As I started thinking about what I was going to say about Dick Cheney this time around, I also started thinking about how many times in my time with BuzzFlash have I written about one aspect or another of the man's political and policy being. It added up to quite a few. Indeed I have devoted more column space to Cheney than I have to any other US politician, living or dead. The topics have included the CheneyBush war policy in Iraq, "What Cheney is Really About," "Cheney and the Iraq 'Surge,' " the Dick Cheney Torture Defense, Cheney and "bombing the Constitution," what I called the pernicious legacy of Cheneyism, the permanence of Permanent War (which is the centerpiece of the Cheney Doctrine), and what I called "The Incredible Lightness of Dick Cheney," that is how cleverly the man has been able to get away with everything he has gotten away with. And there were others too.
So all of that on Dick Cheney. "My-oh-my," I said to myself, "how come so many?" The conclusion that I have come to is that Dick Cheney has in fact been the most important U.S. politician and overall policy-maker of the first 14 years of the 21st century. And just now, once again, he has come to the defense of himself and the policies that he has made in his now-famous diatribe against President Obama published recently in the Wall Street Journal. It was entitled "The Collapsing Obama Doctrine: Rarely has a U.S. president been so wrong about so much at the expense of so many."
Az elnök emberei. Sorry, I do not know the language, but this is a good image of Dick Cheney, a man who has always spent part of his in the shadows. And anyway, every other critical column on him features one of those carictatures that make him so (app
(Image by lwpkommunikacio) Details DMCA
Indeed, rarely has a former Vice-President so bitterly and viciously attacked a sitting US President, a President who just happens to have two very serious foreign policy crises on his hands, in Ukraine and the Middle East. But Cheney is very worried about his legacy. He is very worried about the political future of the one daughter that he has who might, despite her recent bitter loss in Wyoming, be able to carry it on for him. (He is obviously grooming her to be the next Cheney standard bearer on the Republican Right, even to the extent of allowing her to publicly dis her own gay sister and her sister's family.) But most important is what Cheney, as perhaps the most prominent representative of the currently dominant sector of the US ruling class, is so concerned about in terms of national policy. If you want to embody what has become the Military-Industrial-Fossil-Fuels Complex in one person, Cheney is as good as any other. He is fighting very hard to maintain its present hammerlock on the political economy of the United States.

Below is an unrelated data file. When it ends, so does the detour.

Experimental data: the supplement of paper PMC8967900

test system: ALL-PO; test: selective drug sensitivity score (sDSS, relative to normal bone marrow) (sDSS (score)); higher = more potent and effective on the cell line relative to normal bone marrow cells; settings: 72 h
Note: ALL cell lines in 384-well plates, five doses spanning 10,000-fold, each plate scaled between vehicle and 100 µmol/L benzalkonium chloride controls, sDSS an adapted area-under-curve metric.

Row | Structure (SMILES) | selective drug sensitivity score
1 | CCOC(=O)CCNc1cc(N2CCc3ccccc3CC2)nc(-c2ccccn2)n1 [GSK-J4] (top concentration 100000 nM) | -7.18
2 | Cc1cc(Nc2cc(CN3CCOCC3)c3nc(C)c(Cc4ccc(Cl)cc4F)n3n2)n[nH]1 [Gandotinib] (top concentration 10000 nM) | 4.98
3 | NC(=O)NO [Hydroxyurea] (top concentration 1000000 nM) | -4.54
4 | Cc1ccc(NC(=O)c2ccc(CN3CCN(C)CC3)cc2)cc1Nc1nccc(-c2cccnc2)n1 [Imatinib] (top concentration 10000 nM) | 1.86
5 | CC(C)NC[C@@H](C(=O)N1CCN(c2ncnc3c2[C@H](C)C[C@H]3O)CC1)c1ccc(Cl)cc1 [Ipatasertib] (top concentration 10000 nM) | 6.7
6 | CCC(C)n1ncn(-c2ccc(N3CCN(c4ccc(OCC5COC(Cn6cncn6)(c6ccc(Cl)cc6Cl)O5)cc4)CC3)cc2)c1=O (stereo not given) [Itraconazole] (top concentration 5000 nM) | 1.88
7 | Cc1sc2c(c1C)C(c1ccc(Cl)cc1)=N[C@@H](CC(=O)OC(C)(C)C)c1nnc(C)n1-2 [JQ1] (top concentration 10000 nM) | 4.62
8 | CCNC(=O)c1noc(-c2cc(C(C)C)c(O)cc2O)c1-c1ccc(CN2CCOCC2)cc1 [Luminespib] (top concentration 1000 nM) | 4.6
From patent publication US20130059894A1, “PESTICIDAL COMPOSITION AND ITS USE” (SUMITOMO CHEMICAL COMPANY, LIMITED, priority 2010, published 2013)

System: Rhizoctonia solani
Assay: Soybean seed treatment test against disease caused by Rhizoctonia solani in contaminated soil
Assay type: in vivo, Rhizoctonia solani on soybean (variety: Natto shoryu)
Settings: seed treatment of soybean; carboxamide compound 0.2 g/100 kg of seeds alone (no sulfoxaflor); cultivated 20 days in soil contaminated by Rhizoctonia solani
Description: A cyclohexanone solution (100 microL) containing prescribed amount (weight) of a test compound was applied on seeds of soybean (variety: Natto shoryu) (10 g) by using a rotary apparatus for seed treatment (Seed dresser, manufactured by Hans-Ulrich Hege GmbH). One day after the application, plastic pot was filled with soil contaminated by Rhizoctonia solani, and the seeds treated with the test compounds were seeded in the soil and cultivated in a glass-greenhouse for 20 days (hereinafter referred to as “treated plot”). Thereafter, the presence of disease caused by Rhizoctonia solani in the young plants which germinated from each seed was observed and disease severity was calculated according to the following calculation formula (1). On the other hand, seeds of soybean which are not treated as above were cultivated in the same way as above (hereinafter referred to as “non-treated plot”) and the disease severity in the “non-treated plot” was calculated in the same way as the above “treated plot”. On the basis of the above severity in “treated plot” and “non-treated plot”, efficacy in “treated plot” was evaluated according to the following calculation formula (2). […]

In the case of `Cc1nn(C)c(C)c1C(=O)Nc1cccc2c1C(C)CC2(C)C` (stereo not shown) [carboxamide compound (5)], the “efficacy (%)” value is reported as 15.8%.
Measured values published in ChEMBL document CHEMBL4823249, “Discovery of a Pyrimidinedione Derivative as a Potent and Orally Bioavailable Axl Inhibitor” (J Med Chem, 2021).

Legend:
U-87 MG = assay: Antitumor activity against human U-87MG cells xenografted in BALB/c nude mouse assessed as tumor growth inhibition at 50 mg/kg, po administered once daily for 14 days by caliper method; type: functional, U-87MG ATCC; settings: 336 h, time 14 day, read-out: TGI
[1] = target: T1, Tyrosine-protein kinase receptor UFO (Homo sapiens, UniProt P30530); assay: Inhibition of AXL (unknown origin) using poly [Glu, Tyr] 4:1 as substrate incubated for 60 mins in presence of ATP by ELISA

And so what is the legacy and what are the national polices that Cheney is so concerned about, how is it being threatened by such a Centrist Democrat as President Obama, and how are some of those concerns reflected in the WSJ column? The most important part of the Cheney Doctrine is the establishment of either Permanent War or the Permanent Preparation for Permanent War. Pres. Obama, following the Bush-negotiated agreement which Cheney conveniently neglected to mention, pulled all US combat forces out of Iraq because neither Bush nor on a subsequent occasion, Obama himself (hoping to leave a small "residual" force behind) could negotiate a US-forces-immunity agreement (covering crimes under Iraqi law that might be committed by US service members). And, recognizing that in terms of long-term U.S. interests, the situation is hopeless there, Obama is going to pull US forces out of Afghanistan too. It is much harder to maintain the Permanent Preparation for War when no actual war is going on. Recall also that before 9/11 and the former CIA operative Osama bin Laden, Cheney, as the Halliburton CEO, was involved in negotiations to run one or more natural gas and oil pipelines from Kazakhstan through land-locked Afghanistan to Pakistan and the sea.
Cheney left behind the legacy of torture as national policy. Since the use of torture violates Article VI of the Constitution (same reference), its promotion by Cheney created it the policy of the Executive Branch being able violate the US Constitution whenever it is convenient to do so, as long as some "over-riding national interest" can be cited. (Of course with the drone policy of killing US citizens abroad without due process, Obama has gone there too.) In this regard, Cheney is very concerned that one of the apparent masterminds of the Benghazi murders, Abu Khattala, is not going to Gitmo. Gitmo, of course, is Cheney's former torture center, now re-branded as the "permanent incarceration-without-charges-or-trial center." But remember that when questioned about the torture at Gitmo. Cheney said that he would authorize the same thing over again. So he himself actually sees that as part of his legacy.
In Part 2 of this two-part series we shall visit certain other elements of the Cheney legacy, such as ordering the outing of the former CIA agent Valerie Plame; what the current top-three GOP-termed scandals, the "IRS," the VA (which is a scandal, but just not how the GOP defines the term), and of course "Benghazi," have in common and how they relate to Cheneyite policy; the Promotion of Fear and its importance for Cheneyite policy; and the Privatization of Government, one of the central elements of Cheneyite policy. Finally we shall consider the 2016 Presidential election, and what are the interests of the dominant sector of the ruling class, led in major part by Dick Cheney, in gaining full control of the Federal government.